Hackernoon logoTrading Crypto with Relative Momentum by@AndrewYoung

Trading Crypto with Relative Momentum

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@AndrewYoungAndrew

Building prediction markets on Ethereum

A Statistical Analysis of Relative Momentum Strategies

This is the second in a series of posts on using quantitative models to help inform investment decisions in the crypto asset class. Click here to see the first.

Momentum trading is a trading strategy in which you buy assets that have gone up in price and sell assets that have decreased in price. The idea is that price trends are likely to continue, and thus, a strategy of simply buying assets in an uptrend and shorting assets in a downtrend is consistently profitable.

There are three main behavioural and structural reasons that underpin the anomaly:

  • Information is both diffused and acted on slowly by market participants
  • Liquidity forces large investors to spread out transactions over time
  • Humans extrapolate recent performance leading to herd mentality

My previous article illustrated how a relatively a simple version of momentum has been quite predictive of short-term returns for a basket of ten crypto assets over the last 5 years. Specifically, we looked at time-series momentum (TMOM), which simply looks at the price of an asset in isolation. Essentially, if the price of the asset had increased, an asset is said to have positive TMOM, whereas if it had decreased it had negative TMOM.

Relative Momentum

This article will go a step further and look at relative momentum models. Relative momentum models compare the performance of an asset versus its peers to determine momentum rather than simply looking at the asset in isolation. This is slightly more complex, and thus hopefully more predictive.

Weโ€™re going to stay consistent with the previous article, and use the same universe of ten crypto assets: Bitcoin, Litecoin, Ethereum, Ripple, Dash, NEM, Dogecoin, Monero, Vertcoin, and Bitshares. Weโ€™ll also use the same window for calculating momentum (past 10-day performance) and calculate it on a daily rolling basis.

Relative momentum is different than time-series momentum in that it requires ranking the assets in the universe into different baskets. We then compare the average future 10-day returns of each basket over time. The logic is that the top basket (i.e. the assets with the highest momentum) will consistently outperform the bottom basket (the assets with the poorest momentum).

We split the universe into five baskets (also called quantiles). The top basket (quantile #5) represents the average future 10-day returns of the top 2 assets, while the bottom basket (quantile #1) represents the weakest two. The results for running this test for 2017 are below:

As we can see, the results are pretty much exactly in line with the hypothesis. The quantile with the highest momentum outperformed by 639 basis points (i.e. 6.39%) more than the average, while the lowest quantile underperformed by 4.53%.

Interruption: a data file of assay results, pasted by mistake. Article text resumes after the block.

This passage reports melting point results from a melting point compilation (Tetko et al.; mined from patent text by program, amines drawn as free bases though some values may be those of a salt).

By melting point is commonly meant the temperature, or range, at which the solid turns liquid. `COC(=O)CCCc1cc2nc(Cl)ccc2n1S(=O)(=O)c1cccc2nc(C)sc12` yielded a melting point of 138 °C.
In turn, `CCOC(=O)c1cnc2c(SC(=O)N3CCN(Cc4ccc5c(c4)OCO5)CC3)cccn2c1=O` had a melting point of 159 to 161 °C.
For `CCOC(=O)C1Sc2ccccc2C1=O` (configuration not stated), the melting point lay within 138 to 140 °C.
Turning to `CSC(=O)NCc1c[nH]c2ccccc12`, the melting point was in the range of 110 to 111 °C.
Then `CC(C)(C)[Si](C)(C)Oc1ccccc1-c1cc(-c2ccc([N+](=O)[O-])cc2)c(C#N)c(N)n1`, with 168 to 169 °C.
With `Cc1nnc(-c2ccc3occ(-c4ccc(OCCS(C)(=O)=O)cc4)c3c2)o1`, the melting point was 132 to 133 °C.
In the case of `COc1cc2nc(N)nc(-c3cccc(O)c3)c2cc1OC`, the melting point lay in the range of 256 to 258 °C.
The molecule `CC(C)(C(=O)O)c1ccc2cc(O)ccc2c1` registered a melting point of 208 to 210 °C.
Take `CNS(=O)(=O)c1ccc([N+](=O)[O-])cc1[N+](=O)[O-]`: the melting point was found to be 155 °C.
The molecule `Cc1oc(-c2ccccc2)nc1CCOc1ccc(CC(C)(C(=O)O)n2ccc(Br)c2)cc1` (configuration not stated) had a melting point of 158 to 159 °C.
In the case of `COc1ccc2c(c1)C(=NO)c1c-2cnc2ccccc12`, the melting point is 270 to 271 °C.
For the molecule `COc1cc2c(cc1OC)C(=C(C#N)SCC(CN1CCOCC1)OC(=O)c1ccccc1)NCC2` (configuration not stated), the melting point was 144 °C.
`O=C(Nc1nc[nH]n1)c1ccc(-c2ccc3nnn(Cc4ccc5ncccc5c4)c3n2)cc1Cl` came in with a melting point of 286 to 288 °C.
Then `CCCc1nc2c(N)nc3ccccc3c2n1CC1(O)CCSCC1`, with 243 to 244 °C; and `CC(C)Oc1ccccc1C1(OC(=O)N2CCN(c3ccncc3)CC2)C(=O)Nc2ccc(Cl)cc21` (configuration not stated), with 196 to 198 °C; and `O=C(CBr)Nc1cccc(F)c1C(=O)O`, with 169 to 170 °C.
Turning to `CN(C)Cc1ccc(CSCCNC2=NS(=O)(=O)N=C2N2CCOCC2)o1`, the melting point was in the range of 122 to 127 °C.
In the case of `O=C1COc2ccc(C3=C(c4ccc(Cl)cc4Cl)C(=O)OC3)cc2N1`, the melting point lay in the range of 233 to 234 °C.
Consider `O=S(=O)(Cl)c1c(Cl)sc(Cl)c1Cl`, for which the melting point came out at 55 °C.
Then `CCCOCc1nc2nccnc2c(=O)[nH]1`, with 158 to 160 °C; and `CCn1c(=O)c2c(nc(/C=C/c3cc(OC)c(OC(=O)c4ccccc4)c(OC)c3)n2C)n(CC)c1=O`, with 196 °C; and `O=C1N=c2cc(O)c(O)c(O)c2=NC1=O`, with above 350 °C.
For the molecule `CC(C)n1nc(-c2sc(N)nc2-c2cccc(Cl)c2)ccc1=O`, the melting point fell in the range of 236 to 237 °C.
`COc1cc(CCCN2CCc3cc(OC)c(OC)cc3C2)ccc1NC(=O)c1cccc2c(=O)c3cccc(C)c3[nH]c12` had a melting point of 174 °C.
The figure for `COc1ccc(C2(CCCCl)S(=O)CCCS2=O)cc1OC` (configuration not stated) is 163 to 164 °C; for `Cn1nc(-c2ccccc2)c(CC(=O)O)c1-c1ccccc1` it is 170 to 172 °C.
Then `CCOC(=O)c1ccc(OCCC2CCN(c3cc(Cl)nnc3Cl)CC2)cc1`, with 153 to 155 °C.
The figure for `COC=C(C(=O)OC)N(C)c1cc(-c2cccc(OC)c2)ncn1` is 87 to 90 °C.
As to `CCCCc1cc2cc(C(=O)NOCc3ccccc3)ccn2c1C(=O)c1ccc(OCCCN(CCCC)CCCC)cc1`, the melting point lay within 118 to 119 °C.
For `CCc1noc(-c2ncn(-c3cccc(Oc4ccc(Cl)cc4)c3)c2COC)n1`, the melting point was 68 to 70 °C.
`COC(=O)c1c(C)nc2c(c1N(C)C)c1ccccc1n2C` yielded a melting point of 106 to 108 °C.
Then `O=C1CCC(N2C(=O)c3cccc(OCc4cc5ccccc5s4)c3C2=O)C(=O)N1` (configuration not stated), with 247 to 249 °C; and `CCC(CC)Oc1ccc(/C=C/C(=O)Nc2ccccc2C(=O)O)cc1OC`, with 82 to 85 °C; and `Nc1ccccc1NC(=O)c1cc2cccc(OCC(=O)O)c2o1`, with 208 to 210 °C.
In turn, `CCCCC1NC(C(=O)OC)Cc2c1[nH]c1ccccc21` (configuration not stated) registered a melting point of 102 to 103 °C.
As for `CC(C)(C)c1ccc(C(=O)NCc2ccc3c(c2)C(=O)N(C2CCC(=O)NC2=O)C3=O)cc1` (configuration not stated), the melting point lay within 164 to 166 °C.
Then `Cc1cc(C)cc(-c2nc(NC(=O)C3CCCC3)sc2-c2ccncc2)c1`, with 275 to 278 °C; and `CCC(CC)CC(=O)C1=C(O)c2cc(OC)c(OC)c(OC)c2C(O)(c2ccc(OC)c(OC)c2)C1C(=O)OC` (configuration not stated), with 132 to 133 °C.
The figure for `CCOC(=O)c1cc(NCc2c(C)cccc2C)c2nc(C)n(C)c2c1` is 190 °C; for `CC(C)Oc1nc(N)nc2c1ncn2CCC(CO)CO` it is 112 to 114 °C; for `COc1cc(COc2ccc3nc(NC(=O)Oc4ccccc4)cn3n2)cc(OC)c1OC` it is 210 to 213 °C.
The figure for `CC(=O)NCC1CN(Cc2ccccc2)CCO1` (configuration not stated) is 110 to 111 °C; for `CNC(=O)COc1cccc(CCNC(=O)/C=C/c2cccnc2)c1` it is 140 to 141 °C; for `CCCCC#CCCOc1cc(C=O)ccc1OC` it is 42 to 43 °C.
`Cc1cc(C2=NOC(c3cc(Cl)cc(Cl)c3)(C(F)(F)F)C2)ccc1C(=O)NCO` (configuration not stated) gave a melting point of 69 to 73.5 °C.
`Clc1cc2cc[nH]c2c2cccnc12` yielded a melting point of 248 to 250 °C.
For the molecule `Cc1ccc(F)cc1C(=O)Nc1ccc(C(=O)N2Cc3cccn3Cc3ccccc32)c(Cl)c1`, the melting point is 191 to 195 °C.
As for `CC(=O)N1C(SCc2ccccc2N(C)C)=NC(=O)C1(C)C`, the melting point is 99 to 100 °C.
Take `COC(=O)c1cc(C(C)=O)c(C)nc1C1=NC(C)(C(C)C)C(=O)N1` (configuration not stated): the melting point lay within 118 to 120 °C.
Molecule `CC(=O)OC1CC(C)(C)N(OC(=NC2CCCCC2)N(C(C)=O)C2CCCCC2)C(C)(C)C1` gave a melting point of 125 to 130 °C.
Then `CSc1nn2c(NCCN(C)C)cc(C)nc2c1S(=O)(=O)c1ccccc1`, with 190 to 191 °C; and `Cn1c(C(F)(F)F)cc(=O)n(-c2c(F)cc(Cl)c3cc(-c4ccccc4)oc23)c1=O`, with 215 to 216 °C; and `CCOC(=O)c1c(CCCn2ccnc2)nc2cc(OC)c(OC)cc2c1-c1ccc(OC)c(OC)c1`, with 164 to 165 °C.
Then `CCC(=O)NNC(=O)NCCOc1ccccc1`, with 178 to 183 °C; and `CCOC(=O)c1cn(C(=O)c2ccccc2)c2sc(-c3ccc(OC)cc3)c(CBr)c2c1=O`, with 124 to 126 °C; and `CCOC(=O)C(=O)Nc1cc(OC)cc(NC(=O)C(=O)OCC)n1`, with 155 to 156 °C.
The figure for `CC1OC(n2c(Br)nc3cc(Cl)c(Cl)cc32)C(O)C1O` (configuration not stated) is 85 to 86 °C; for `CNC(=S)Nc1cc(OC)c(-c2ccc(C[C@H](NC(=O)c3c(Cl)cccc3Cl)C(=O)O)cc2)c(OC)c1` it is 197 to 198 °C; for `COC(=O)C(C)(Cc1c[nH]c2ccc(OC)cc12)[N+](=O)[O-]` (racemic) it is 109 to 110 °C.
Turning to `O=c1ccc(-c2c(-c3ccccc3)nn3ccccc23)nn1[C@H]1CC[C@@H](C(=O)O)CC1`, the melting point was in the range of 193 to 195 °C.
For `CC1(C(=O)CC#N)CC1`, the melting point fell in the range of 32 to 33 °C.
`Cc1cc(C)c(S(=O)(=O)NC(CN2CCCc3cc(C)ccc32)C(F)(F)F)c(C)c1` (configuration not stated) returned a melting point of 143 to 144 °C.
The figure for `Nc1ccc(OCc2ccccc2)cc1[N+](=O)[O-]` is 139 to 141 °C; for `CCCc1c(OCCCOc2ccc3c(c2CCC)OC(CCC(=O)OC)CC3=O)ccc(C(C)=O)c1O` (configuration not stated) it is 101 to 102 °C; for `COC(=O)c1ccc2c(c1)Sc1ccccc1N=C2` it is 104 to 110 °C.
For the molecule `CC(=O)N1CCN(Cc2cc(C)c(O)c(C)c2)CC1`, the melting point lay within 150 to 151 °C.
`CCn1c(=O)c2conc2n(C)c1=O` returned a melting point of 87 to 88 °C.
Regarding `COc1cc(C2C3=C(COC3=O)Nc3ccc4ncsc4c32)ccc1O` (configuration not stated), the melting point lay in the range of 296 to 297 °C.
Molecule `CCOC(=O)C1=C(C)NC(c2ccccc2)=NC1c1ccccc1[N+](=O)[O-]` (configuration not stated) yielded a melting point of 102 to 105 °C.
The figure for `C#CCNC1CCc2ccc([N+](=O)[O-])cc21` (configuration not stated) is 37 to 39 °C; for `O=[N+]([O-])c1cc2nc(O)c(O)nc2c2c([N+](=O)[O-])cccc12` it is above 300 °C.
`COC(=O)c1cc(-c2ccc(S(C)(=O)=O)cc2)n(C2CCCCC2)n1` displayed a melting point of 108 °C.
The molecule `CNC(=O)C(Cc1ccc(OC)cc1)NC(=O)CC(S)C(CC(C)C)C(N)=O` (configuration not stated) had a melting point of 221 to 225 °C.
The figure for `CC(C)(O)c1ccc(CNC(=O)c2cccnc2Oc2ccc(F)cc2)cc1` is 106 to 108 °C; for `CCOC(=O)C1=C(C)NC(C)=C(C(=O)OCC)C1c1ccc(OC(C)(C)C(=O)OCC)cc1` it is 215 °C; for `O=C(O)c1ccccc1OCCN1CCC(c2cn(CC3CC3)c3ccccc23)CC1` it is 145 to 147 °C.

This means buying the two assets with the highest prior 10-day price performance and shorting the bottom two assets would have netted an average 10-day return of 10.39% in 2017 for our universe (assuming no costs though!). That is an extremely large return spread that you would never see in traditional equity markets.

Repeating this test in 2016 for our universe brings similar results:

Again, the top momentum quantile outperforms by 3.12% while the weakest momentum quantile underperforms by 3.47%, resulting in a 10-day long-short spread of 6.59%. Interestingly, in both years, average returns increase monotonically across quantiles as momentum increases. This is a sign of a significantly predictive factor.

Putting all of this together into an actual long-short strategy would have resulted in a portfolio equity line looking like this:

A factor-weighted long-short portfolio (i.e. long strong momentum and short weak momentum) would have resulted in a 2-year return of 540%. While the volatility would have been quite high by normal standards with a 50% drawdown in late 2017, relative to simply being long crypto, the volatility is actually less.

This makes sense given that this momentum spread exists because of long-standing behavioural/structural reasons while crypto assets are based on a large amount of speculation. Investors that want exposure to both crypto and the momentum anomaly can simply go ignore the short-side of the equation and go long high-momentum crypto assets.

Conclusion

Similar to the previous article on time-series momentum, the consistency in the results is surprising, with pretty much a one-to-one relationship between relative momentum and average future returns.

The message is once again clear: expect crypto assets that outperform to continue outperforming, and for weak performing assets to continue being weak.

We believe the crypto markets to be incredibly inefficient, meaning that simple strategies like this are actually highly profitable avenues for market participants to trade. Long-term investors can utilize these types of models to better time entry and exit points, and improve their risk management.

Further areas that Iโ€™ll explore in this quantitative crypto series: combining time-series and relative momentum into one (i.e. dual momentum), the more advanced residual momentum, on-chain transaction valuation models, alternative valuation models using measures of community size, combining sentiment with momentum, and much more. These are all datasets weโ€™re already collecting for our own internal use and models we use to help inform our personal investment decisions.

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